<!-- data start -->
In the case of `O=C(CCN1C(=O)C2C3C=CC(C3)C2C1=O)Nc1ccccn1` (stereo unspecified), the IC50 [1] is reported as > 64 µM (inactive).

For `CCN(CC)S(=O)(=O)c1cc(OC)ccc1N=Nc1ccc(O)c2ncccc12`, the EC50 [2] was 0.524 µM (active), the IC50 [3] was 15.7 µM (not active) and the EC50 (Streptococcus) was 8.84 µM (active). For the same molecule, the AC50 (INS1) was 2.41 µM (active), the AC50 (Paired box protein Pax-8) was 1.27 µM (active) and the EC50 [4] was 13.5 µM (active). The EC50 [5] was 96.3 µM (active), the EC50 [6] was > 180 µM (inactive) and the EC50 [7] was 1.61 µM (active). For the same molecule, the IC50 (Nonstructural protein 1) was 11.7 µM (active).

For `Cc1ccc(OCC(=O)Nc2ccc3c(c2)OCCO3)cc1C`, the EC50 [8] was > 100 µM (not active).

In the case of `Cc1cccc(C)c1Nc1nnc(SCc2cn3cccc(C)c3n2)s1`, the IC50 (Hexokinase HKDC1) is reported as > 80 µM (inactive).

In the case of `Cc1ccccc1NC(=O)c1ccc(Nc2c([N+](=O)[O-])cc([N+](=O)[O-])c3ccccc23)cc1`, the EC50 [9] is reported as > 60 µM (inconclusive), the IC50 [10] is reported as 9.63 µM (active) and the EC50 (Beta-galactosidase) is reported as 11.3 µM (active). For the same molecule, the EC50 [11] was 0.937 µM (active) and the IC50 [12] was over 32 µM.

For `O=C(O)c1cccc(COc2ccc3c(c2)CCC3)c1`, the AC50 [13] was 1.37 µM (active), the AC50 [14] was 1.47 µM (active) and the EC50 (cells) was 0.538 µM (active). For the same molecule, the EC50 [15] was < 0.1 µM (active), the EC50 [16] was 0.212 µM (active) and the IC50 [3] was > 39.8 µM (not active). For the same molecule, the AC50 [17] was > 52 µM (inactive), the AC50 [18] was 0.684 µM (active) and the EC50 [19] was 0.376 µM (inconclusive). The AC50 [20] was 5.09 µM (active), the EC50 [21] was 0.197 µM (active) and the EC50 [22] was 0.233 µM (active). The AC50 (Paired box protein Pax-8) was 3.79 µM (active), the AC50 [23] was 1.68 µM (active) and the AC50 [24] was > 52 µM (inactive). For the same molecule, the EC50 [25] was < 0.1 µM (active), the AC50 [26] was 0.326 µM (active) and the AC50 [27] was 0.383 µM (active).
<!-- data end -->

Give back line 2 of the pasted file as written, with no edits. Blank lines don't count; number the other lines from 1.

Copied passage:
For `CCN(CC)S(=O)(=O)c1cc(OC)ccc1N=Nc1ccc(O)c2ncccc12`, the EC50 [2] was 0.524 µM (active), the IC50 [3] was 15.7 µM (not active) and the EC50 (Streptococcus) was 8.84 µM (active). For the same molecule, the AC50 (INS1) was 2.41 µM (active), the AC50 (Paired box protein Pax-8) was 1.27 µM (active) and the EC50 [4] was 13.5 µM (active). The EC50 [5] was 96.3 µM (active), the EC50 [6] was > 180 µM (inactive) and the EC50 [7] was 1.61 µM (active). For the same molecule, the IC50 (Nonstructural protein 1) was 11.7 µM (active).